While telemedicine is not new per se; it’s just that Doctor Insta is focusing on face-to-face video chats as these are more personal and credible. The phone-only consultation is mainly to connect with people where internet connectivity is poor. However, while Doctor Insta promises instant video chats, the others are mostly by appointment.

eVaidya offers a yearly subscription plan of Rs 999 giving patients unlimited access to family doctor consultation and an annual subscription plan of Rs 2,499 giving patients unlimted access to specialty doctor consultations. The company also has short-term subscription plans. Again, Lybrate works as a marketplace to help patients consult doctors through video, voice and text. The fee for a video or voice consultation is between Rs 50-Rs 5,000 depending on the doctor’s specialisation, the disease and other parameters. Lybrate also offers free unlimited text consultations.

Doctor Insta, however, is not looking at subscription plans.

The germ of an idea

Three years back while holidaying in Hawaii, Munjal who was then working with Bank of America Merrill Lynch sprained his ankle. A friend connected him to a doctor through a video call using the US-based online healthcare consultation provider Doctor on Demand’s app for first aid. The doctor over the video chat directed him to twist his ankle in ways that brought him relief. Thus was born the idea forDoctor Insta.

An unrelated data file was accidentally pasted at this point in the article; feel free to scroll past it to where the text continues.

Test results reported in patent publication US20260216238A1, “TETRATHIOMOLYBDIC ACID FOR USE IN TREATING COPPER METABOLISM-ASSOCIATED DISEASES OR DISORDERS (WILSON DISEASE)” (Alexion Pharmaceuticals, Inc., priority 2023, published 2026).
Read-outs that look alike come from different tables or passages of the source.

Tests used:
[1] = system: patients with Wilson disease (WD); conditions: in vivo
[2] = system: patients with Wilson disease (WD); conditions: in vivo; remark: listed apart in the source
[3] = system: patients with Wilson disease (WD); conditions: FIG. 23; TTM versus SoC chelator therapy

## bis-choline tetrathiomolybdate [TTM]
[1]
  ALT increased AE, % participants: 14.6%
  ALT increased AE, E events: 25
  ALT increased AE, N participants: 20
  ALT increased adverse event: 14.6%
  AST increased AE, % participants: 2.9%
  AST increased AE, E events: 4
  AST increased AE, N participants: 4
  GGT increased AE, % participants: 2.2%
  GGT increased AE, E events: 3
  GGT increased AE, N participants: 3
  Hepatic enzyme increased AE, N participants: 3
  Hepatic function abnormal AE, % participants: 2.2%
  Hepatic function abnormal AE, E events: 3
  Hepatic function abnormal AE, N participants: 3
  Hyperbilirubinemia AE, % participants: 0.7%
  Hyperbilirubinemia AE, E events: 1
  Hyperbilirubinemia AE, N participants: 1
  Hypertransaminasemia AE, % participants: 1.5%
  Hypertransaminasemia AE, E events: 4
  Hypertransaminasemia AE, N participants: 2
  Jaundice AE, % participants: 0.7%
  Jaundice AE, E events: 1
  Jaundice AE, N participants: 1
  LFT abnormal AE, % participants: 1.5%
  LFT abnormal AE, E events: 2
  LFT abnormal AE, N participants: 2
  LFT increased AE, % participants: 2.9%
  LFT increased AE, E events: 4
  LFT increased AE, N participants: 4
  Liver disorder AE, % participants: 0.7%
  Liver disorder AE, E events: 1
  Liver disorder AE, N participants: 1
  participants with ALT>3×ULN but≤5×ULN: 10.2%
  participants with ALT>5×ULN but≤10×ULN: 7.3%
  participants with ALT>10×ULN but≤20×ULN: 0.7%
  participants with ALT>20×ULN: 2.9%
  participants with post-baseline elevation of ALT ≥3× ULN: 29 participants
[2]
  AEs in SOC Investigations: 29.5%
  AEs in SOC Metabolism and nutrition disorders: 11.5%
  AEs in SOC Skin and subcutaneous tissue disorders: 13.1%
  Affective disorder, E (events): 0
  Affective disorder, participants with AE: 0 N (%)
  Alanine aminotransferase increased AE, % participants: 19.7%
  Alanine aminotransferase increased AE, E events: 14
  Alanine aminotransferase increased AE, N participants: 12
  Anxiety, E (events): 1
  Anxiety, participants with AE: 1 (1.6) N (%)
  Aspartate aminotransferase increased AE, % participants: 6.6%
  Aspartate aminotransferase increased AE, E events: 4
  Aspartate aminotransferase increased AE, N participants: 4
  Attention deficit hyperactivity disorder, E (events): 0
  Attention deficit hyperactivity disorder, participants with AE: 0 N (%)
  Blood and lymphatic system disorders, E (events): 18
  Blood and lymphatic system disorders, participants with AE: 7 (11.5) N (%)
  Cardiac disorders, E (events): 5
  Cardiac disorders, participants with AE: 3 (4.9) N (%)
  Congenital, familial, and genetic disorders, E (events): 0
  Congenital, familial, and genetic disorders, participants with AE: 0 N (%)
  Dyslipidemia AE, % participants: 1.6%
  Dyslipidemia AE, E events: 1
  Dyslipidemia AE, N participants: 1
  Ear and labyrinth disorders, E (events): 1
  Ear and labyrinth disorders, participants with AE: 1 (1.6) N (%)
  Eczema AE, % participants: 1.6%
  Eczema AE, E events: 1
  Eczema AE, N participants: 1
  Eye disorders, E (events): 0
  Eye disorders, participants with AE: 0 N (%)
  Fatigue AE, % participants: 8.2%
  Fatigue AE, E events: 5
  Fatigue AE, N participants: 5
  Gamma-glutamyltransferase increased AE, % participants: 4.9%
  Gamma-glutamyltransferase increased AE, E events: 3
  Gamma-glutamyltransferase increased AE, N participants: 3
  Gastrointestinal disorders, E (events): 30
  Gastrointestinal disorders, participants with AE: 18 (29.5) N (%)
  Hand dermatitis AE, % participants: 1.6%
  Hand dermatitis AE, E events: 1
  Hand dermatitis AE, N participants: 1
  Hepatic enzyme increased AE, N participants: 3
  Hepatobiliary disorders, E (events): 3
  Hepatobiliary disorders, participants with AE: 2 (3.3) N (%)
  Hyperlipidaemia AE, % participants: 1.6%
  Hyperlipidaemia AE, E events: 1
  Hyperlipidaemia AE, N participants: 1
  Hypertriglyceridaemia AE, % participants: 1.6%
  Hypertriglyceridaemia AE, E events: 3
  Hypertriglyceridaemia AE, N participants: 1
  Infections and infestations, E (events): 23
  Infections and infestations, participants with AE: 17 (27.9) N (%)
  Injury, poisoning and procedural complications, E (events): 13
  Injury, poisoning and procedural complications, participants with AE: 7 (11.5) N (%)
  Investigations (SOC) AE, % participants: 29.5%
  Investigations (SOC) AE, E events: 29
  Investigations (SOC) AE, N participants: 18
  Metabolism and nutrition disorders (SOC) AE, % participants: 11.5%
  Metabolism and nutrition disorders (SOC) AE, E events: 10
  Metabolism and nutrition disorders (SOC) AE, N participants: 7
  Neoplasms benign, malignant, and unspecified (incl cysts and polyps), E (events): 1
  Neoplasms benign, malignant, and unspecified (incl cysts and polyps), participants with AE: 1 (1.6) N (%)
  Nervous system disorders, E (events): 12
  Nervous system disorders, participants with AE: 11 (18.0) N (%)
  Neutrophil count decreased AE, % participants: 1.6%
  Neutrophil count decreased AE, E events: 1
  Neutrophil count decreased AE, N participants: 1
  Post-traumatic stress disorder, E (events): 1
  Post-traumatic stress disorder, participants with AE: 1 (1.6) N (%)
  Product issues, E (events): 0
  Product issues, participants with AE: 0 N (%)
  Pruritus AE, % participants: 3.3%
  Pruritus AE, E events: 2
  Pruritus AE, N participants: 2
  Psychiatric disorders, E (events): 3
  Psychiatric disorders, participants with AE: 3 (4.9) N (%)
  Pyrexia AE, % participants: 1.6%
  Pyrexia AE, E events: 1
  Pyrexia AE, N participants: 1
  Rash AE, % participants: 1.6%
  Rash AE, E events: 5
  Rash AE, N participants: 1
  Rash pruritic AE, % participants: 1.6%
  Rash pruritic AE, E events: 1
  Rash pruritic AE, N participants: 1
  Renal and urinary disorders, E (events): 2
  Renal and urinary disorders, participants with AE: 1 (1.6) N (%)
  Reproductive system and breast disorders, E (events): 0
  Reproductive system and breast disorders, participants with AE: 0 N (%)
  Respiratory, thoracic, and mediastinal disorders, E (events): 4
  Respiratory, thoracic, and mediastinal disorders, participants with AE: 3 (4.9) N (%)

Booster dose

The company’s second round of funding of up to $2 million (Rs 13.26 crore) is expected in the next six months. The company is looking to use the funds for sales and marketing, Munjal says. The funds will also be used to improve its product to enable communication in languages beyond English and Hindi, Munjal says.


Prior to starting Doctor Insta, Munjal, an MBA from Indiana University-Bloomington, spearheaded investments/ divestments at a division of CitiBank. He has also worked with Deloitte Consulting and Johnson Center of Entrepreneurship and Innovation & Kauffman Foundation. Co-founder Prashant Jain, who has an MBBS degree from Marathwada University, is also an MBA (Pittsburg State University), and has 16 years of experience in various fields.